How to Tell if You Might Have a Clogged Duct and What to Do
Breast pain is no joke. When you have breast pain and are trying to pump or breastfeed, it can be almost prohibitive. It can also be confusing. You are in touch with your body in a way that you’ve never experienced before. Discovering these new things about your body, your breasts, and connecting with your baby, there will be things that you do not know.
For some reason we often think that when we become a mother, we suddenly unlock this trove of knowledge and we’ll be able to do everything on our own. Or that it is super easy and nothing difficult, like pain and confusion, will ever happen.
What is a Clogged Duct?
Many of us have a very limited understanding of the actual anatomy of our breasts. What seems like a simple part of our body is beautifully complex. With this limited knowledge when we hear of a clogged duct we assume it’s a “milk duct” when what we are really thinking of is two pieces of a system. Inside your breast, there are mammary glands which is where the milk is produced, and lactiferous ducts which are responsible for transporting the milk through your breast.
The clog in this case is happening in the lactiferous gland. This can also be called a plugged duct. For a great resource on the composition of your breast, check out this HealthLine article. When you feel your breast, a clogged duct will feel hard to the touch and they can be very painful.
There are a few reasons that a duct can become clogged or plugged. If your baby is having trouble latching, if you miss one or more nursing or pumping sessions or if you are separated from your baby (NICU mamas we see you), or clothing that restricts the flow of milk can cause a clogged milk duct.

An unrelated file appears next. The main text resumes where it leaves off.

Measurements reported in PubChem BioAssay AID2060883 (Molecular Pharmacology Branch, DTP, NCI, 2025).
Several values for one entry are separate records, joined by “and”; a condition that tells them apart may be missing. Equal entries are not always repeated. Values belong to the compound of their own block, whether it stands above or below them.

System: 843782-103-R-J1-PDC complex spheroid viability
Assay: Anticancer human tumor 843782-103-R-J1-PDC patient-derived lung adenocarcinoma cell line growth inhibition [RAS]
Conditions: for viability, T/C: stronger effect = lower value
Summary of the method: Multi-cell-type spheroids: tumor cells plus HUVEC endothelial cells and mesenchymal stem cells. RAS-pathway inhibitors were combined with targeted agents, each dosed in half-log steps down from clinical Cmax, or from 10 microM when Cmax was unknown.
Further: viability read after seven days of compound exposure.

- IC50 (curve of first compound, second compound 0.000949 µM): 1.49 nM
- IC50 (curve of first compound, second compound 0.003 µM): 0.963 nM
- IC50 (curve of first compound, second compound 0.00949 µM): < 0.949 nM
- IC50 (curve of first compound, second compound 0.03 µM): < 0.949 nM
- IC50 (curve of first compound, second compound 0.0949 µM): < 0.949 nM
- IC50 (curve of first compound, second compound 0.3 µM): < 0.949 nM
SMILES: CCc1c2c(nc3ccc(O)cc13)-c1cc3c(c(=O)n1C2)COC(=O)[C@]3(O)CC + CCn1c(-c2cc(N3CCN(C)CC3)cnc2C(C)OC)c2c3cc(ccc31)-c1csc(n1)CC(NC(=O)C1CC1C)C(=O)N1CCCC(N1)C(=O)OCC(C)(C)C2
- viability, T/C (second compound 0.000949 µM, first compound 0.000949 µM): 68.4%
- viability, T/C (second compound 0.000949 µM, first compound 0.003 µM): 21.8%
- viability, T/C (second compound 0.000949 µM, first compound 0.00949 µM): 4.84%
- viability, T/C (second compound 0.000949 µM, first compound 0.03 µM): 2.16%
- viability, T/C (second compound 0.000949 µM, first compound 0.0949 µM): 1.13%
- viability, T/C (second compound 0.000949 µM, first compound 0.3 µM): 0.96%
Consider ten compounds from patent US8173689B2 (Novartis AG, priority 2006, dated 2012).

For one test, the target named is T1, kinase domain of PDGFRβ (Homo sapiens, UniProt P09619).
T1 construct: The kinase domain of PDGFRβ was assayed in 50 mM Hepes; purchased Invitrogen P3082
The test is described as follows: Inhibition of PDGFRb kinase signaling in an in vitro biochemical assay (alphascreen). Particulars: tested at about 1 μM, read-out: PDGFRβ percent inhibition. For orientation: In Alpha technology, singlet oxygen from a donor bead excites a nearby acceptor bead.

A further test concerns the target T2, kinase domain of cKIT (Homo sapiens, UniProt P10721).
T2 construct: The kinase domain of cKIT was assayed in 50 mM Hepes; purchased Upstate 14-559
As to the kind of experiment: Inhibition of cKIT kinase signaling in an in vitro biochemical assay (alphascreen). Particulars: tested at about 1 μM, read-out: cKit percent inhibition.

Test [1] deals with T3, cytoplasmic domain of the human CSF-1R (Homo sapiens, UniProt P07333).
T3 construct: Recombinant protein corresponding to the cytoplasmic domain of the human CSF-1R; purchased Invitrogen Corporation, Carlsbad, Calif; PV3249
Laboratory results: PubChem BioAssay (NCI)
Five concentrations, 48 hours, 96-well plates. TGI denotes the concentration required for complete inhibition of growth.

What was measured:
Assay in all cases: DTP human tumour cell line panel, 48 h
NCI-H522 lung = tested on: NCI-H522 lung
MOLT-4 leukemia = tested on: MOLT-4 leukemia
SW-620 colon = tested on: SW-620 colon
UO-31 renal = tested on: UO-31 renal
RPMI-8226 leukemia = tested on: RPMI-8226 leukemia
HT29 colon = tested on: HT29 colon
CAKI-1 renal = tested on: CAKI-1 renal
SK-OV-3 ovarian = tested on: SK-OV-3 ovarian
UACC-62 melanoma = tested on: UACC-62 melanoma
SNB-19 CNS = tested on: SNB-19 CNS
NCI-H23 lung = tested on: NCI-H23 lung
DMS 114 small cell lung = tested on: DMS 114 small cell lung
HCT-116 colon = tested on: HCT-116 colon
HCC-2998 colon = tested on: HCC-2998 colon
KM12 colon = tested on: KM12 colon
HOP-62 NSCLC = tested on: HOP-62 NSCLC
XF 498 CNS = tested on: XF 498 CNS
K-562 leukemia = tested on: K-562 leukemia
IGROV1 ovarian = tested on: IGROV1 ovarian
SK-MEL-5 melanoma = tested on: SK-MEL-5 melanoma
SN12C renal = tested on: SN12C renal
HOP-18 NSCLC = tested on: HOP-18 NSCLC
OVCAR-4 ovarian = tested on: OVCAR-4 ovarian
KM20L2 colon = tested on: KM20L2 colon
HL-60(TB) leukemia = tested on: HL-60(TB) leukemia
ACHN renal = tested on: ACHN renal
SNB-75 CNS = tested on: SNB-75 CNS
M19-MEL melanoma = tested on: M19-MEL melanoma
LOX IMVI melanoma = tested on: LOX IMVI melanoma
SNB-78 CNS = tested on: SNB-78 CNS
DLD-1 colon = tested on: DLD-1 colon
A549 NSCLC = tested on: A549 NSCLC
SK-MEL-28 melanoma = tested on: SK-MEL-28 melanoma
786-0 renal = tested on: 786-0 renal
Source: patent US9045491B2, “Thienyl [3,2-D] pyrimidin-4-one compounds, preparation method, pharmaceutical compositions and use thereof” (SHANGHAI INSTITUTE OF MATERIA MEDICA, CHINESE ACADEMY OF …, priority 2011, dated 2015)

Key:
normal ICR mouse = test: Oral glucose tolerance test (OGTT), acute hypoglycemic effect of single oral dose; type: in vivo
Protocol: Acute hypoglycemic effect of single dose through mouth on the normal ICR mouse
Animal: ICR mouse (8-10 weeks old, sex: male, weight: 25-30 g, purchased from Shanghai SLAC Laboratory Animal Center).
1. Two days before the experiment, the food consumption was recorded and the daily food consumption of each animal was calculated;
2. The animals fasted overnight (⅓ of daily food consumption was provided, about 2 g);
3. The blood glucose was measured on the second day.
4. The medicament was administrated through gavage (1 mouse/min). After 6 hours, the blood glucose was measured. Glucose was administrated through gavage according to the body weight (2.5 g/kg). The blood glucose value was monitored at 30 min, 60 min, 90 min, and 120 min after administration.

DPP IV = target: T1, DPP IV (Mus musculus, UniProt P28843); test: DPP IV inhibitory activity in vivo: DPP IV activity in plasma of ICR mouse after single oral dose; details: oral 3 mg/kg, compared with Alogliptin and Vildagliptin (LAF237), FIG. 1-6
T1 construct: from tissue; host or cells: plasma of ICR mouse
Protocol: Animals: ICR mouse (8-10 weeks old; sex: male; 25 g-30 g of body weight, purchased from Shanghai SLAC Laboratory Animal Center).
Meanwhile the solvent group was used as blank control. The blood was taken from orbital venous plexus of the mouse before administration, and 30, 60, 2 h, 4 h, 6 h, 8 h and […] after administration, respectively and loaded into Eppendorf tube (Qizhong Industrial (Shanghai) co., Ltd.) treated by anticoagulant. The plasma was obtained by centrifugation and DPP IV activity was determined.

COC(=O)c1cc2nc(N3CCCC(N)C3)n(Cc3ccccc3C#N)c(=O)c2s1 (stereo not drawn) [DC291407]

Try This At Home First
The first step when you identify a clogged duct, aside from calling a certified lactation professional, is to continue nursing or pumping. When you continue to move milk through your breast, that can help unclog the duct. Adding gentle massage into your nursing or pumping routine can also help.
If you are nursing, try changing your position. You can also try nursing positions that use gravity to assist with this. Some moms use a position called dangle feeding where you lay your baby on the ground, and position yourself over him or her on your hands and knees.
Take stock of what you’re wearing. Have you been wearing restrictive bras that possibly could have caused the clog? Try looser fitting clothing.
Lastly, try gentle heat. We love Lillemer Lil Buds breast comfort packs. This weighted little heat pad can be a great companion when dealing with a possibly clogged duct.
When to Seek Professional Help
BeauGen always encourages moms to seek professional help. Breastfeeding and pumping is a brave new world for many moms. We can’t expect ourselves to know everything and be able to solve everything. And when it comes to something as important as your maternal health and feeding your baby, you deserve the very best help, advice, and information.
International Board Certified Lactation Consultants (IBCLCs) and Certified Lactation Consultants (CLCs) are a great resource but underutilized -- whether it’s mommy martyrdom and putting ourselves dead last, or because we just don’t want to bother someone. However, it’s imperative that we seek help. A clogged duct could actually be a clogged pore . If untreated, it can most definitely turn into something more serious.
Many insurance providers cover IBCLC or CLC visits. Call your health insurance provider to find out if they do. If you aren’t covered, there are affordable -- and sometimes even free -- options available.